Pilot logbook

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An aircraft pilot's logbook.
Typical page layout in aircraft pilot's logbook.

A pilot logbook is a record of a pilot's flying hours. It contains every flight a pilot has flown, including flight time, number of landings, and types of instrument approaches made. Pilots also log simulator time, as it counts towards training.

In most countries, pilots are required to maintain a logbook, per their government's aviation regulations. The primary purpose is to show that certain requirements have been met for a certificate or rating, and for currency purposes.

Flight logging requirements by country[edit]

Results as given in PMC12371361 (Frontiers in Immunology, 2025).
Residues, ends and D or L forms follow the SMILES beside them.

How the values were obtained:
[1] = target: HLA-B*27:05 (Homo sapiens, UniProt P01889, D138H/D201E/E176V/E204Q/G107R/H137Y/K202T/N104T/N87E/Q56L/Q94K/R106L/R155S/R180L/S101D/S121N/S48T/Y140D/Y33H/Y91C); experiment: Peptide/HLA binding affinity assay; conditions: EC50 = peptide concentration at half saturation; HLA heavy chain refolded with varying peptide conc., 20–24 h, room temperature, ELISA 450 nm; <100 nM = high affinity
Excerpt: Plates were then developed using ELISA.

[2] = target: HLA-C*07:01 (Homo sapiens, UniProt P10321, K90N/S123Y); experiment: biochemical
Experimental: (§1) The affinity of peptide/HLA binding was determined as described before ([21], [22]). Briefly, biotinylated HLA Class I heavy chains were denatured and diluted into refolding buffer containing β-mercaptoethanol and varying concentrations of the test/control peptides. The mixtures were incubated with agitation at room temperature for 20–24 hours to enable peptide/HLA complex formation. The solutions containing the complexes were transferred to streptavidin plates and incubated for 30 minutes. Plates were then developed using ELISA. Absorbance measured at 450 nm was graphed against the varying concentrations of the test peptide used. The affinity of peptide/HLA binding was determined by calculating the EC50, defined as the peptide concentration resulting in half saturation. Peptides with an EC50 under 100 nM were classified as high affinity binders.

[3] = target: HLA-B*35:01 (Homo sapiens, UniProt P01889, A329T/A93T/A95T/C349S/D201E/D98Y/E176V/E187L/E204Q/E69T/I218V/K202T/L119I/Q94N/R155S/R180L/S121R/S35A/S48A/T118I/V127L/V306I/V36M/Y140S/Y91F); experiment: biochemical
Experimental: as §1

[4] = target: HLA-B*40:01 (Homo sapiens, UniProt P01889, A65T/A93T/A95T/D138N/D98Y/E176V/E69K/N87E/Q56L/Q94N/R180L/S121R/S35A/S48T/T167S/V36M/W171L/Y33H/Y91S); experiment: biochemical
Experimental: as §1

United States[edit]

In the United States, a pilot is required to log all flight time that is used to meet the minimum requirements for a certificate, rating, flight review, or instrument proficiency check, and for currency.[1] This means that a pilot does not need to record every single one of his or her flights.

The Federal Aviation Administration does not require the flights logged to be logged in an official logbook or format, so long as the conditions CFR Title 14 §61.51 paragraph b are met.[1] This requires information about the flight, such as date, total time, locations of takeoff and landing, and information regarding pilot in command, etc.

Because the FAA does not require an official logbook or official format, many different formats are available to pilots. Some pilots even use digital methods, such as recording this information in Microsoft Excel or a similar spreadsheet, or through online solutions, such as Logbook Pro, AutoFlightLog, Foreflight, FlyLogio, Zululog, LogATP, and many other digital methods of recording their flights.

See also[edit]

References[edit]